After using it for awhile you will be able to figure out how often you need to dump out the contents of your cup. There are also helpful measurements along the side of the cup to help you track your flow. Simply pinch the end of the cup and carefully slide it out, then dump out the contents in the toilet (make sure you check the toilet after you flush though, sometimes blood matter settles in the bottom of the bowl and requires an extra flush to disappear). You can wash the cup before reinserting it, or if you are in a place where that is inconvenient, simply wiping it clean with a piece of tissue paper works too.

Menstrual cups, like tampons, take a little getting used to at first, so I would recommend using it only at home for one or two menstrual cycles to make sure you are comfortable with it before making it a regular habit. Don't be intimidated by the size, it really isn't that big, and a woman's vaginal walls are very strong and flexible muscles.

However, I would not recommend menstrual cups for women whose hymens are still intact — unless you don't mind tearing it yourself. Menstrual cups are also probably not going to be very comfortable for girls who have not yet fully developed.

Salubrious Selection: DivaCup Menstrual Cup
To Leave the Stem or Not:

The DivaCup comes with a little stem at the bottom that is supposed to allow for easy removal after use. However, some people, like myself, find it to be a little irritating and not that useful. This is why I simply choose to cut it off. If you choose to do the same, just be careful that you don't cut too much of the stem off that you create a hole in the actual cup, rendering it useless.


You can purchase a special gentle cleanser for your menstrual cup to clean it, but I personally find gentle soap works fine. It is also recommended that you boil your menstrual cup after each cycle to disinfect it.

At some point, the cup may become stained or discolored. I personally find the best ways to return the cup to its original translucent white color is to make a baking soda paste and scrub it with your fingers, or gently scrub with a soft toothbrush. You probably won't be able to make it look as pristine as when you first bought it, but honestly, who's going to notice besides you?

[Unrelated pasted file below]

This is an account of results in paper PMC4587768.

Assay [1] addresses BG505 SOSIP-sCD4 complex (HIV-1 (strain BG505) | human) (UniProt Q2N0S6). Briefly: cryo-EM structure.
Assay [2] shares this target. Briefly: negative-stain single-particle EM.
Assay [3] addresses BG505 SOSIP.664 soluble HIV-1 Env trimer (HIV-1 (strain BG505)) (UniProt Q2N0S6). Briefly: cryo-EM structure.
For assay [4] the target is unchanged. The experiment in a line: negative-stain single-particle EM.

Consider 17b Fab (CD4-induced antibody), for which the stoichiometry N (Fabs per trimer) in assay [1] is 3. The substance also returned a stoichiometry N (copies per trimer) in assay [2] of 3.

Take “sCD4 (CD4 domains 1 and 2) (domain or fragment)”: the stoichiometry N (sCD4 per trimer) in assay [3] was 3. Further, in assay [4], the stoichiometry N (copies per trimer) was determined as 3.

To Discard:

Should your menstrual cup become damaged or unusable for any reason, you can simply throw it away and get a new one. According to the website, DivaCups will break down in the environment over time. To help this process along, simply use a pair of scissors to cut up your unwanted DivaCup into little pieces before throwing it away.

Cost Comparison:

A box of 54 tampons used to cost me more than $11.00 and would last about three months. This means I used to spend about $44.00 a year on tampons.

The DivaCup cost me about $35.00. Assuming the cup will last me at least five years, that works about to be about $7.00 a year - or 58 cents a month to manage my period. It is clearly the better and more environmentally friendly choice.


I highly recommend the DivaCup for anyone looking for an eco-friendly, money-saving way to manage their menstrual cycles. Another great thing is that it eliminates the risk of you suffering from toxic shock syndrome, which is a chance you take with tampons.

There are also other menstrual cup brands, including the Mooncup, Lunnette, Miacup, and Softcup. However, make sure to do some research by reading product features, reviews and testimonials before investing in a menstrual cup. This will decrease the chances of you having any regrets or confusion about your purchcase.

I chose the DivaCup after doing a lot of extensive research, and am extremely happy with my purchase. I no longer have to worry about trying to stuff a bunch of tampons into my purse, or how to inconspicuously bring one into the bathroom at work. Not to mention, traveling is much less of a hassle now that I don't have to make room in my luggage for boxes of tampons.